Tuesday, 17 August 2010

Against Omniscience

Omnipotence is a easy enough logical concept to destroy, because one cannot be all-powerful if one cannot do things that are logically impossible. The question is usually phrased along the lines of "Can God create a rock so heavy he cannot lift it?" The point of the argument is that either way it demonstrates that omnipotence is a property that cannot exist - it is logically incoherent.

But what of omniscience? It is often said that God is all-knowing. Can such a concept as being all-knowing have a similar logical contradiction at the heart of it? I'd argue that it does. The argument goes as follows:
Suppose a being can hold all the knowledge about everything. But to hold knowledge about everything creates a new fact, that there is a set of knowledge that contains everything. And that in itself creates a new fact, that there is a set of knowledge that contains the set of knowledge that contains everything. And so on. So no matter how one wants to encompass all the facts, doing so creates new facts. Thus absolute knowledge can never be reached. Thus omniscience is impossible. Q.E.D.


From this we should be able to reject the possibility of any being claimed to be omniscient a priori.

3 comments:

Richard T said...

Perhaps the terms are they stand may not be possible but that doesn't really rule out a being that is for all intents and purposes one or both of them. However, I don't think that answer really matters much.

For omniscience, surely your argument would not work with an infinite being? If a being has infinite capacity to store knowledge then surely a little infinite loop is not particularly troublesome to an infinite being. :D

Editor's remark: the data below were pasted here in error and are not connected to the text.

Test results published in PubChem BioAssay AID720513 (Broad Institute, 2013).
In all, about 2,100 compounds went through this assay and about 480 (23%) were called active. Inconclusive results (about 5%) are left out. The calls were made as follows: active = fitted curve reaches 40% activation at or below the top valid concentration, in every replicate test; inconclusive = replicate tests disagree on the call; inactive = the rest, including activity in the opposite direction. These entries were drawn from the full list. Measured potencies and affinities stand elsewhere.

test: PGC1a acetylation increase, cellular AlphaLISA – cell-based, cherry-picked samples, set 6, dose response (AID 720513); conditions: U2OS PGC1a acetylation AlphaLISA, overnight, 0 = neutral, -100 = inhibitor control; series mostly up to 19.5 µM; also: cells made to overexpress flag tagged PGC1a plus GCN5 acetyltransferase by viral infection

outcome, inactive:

I think the problem with both arguments is that it really does nothing to disprove at least the Christian God. It states outright in the bible in many places that God is limited in what He can do. So I think at most, it is a good argument to prove that understanding what a god is may be tough.

Having a look around, even trying to find a strict definition of either terms is hard.

Andrew said...

I'm not sure.

I mean, a similar series of sets, each containing all the previous ones, is a fairly common way of defining the natural numbers (sometimes including zero). It's perfectly possible to understand the entire process completely, and therefore know that the whole infinite series exists, without thinking through every iteration.

All our hypothetical omniscient being has to do is spot the pattern.

Kel said...

@Richard
Honestly I think both arguments put some limitations on particular conceptions. With the omniscience paradox, all one has to say is that logic is unchanging and external to the quality of being all-powerful and the trait can still remain. It's more refining a definition than leading to an outright rejection.

@Andrew
If the hypothetical omniscient being spots the pattern, then that creates a new fact which needs recognition of a new pattern, which in turn creates a new fact... I think you see the pattern here - which funnily enough creates a new level of recognition ;)